HCM Processes & Forms: Just because it is called a “form” does not mean it has to be boring!
Maybe this blog should be filed under “rant” or maybe moreso, a bit of “showing off” (haha), but I thought I might talk about what many consider the “ugly side” of HCM Process & Forms….the FORM!
I often see comments like this when people discuss HCM Process & Forms using Adobe Interactive Forms (and even WebDynpro ABAP) as the front-end for the user:
- “They are just so limited and stale.”
- “Users find them ugly and too form-like.”
- “It’s not a very dynamic interface…enter fields, next step, check fields, next step.”
- “It’s like they took their old dynpro programming and implemented it in Adobe! haha”
- “You can’t put lipstick on a pig.”
WHAT?!?! I am blown away when I hear things like that. I wonder “What have they been looking at?!?! What have they seen?!?!” Ok….I will admit, if you are looking strictly at the standard SAP sample forms for HCM P&F, they are pretty stagnant. But they are not meant to be showcases for Adobe Interactive Forms! Most all of them are meant as reference, to show some bit of configuration or in-form scripting. As for WebDynpro ABAP, well, I think Thomas Jung has proven time and again that you can do some pretty “fancy” interfaces with WDA. I will stick with Adobe forms for this blog.
Here is SAP’s sample for the “Org Unit Change” form (and yes, I agree it is stale and simple in appearance)…
Here is an example of a section of an “Org Unit Change” form that I did for a client recently using a “dynamic” image the made the form more “interactive”…
As the user made changes on the form, the image would actually change to reflect what they were doing as the completed the form. This happened all without the need to reload or make round trips. It was all handled in client side scripting!
Again, here is SAP’s sample “Org Unit Create” form…”basic” for the most part…
Here is another example of a section of an “Org Unit Create” form that I did for a client recently using another “dynamic” image…
It does not even have to be that complicated or extensive. Sometimes it is just nice little things. Here is an example of using “links” in a form to show/hide additional information that would otherwise “clutter” the form if shown as static, “always visible” text:
To take this idea a bit further, we can use our standard field “FORM_SCENARIO_STAGE” to know “which” step of a process the user is on and then display context sensitive help to them (ie. show them help information that pertains exactly to their current step!):
Using the same idea, you could have a button that triggers to “show or hide” information for a particular field. In this example, the user needs more information about the possible payment types and what to select. By clicking the “i” (information) button, we show/overlay a hidden subform that contains all of our static content.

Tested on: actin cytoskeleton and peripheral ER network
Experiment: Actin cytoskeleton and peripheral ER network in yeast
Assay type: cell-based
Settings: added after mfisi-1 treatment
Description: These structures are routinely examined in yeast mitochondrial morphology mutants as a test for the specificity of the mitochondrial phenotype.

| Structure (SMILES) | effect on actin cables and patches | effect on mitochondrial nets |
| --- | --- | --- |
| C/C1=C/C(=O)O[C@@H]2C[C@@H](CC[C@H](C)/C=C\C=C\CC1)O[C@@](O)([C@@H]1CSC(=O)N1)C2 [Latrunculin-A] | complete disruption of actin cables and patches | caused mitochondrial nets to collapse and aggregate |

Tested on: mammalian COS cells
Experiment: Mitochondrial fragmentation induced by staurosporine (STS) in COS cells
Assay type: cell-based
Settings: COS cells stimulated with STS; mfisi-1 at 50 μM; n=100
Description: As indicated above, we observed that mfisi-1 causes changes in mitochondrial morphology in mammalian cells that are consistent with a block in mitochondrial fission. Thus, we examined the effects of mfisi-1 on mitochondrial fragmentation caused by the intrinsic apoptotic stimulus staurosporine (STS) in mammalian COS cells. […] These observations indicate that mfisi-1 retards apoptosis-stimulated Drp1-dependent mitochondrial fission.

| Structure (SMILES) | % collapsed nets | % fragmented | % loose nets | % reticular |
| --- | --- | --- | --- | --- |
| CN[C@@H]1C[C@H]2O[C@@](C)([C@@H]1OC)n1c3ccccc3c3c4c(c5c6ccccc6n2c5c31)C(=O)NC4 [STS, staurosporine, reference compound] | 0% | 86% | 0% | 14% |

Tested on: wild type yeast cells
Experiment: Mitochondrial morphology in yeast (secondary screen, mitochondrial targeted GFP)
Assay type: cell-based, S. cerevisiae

Using values bound to hidden fields, we can use scripts to “inspect” these values to show or hide other visual cues for our user. I have shown this in another blog, but in this example, we are showing the user that an attachment is not yet uploaded by a simple image and text displayed in the header of the related area on the form.
For the most of these prior examples, you will learn the usage of the “presence” property will become your new best friend. (haha)
Here is another fun one. Want to display graphs on a from? Want them to be “interactive”? Simply use bound data fields to some values we want, then use positioned subforms with different “fill” colors as your “bars” of your graph. Lastly, in the “form ready” event for each of your “bar” subforms, set their width (or height if showing vertical) based on those bound data values.
Want to take it a step further? Make those text fields editable and use your “exit” or “change” events on them to fire events to “reload” the form when a user changes the values thus making your bar graph appear dynamic!
Neat stuff..and soooo easy too!
What about something as simple as having buttons on your form that do not look like plain old grey drab buttons? What about buttons with images? Or Images used as buttons? Something like….
Again….very simple. Instead of having text on your button, give it a text of something like “?” or “.” (the period or hyphen works great!) Then, size your button down to the width/height of whatever image you want to use. Lastly, create an image control, pick your image, select it as “embedded in the form”, and place it ON TOP of your button. Viola! You now have an image that works like a button (because the standard image control has no “click” event, it will pass through to the underlying button control to handle). Now you can set you button’s fill color to whatever you like..even empty…so to the user, all they think they are seeing/using is a clickable image. Pretty sneaky, eh? haha
You can also combine all of this form scripting “trickery” with using WDA within your form as I discussed in this blog (HCM Processes & Forms: Adobe or WDA? Why not Adobe AND WDA!?!?! ). Given your available tools now and thinking outside the box a bit (and outside the traditional limitations of a “print” form), you can really create a rich user experience that truly feels “interactive”.
Of course, I can’t give away all my little secrets (haha), but I hope this blog might help change some people’s perspectives of what a “form” can be in HCM Processes and FORMS. As always, I hope this has helped…till next time….enjoy!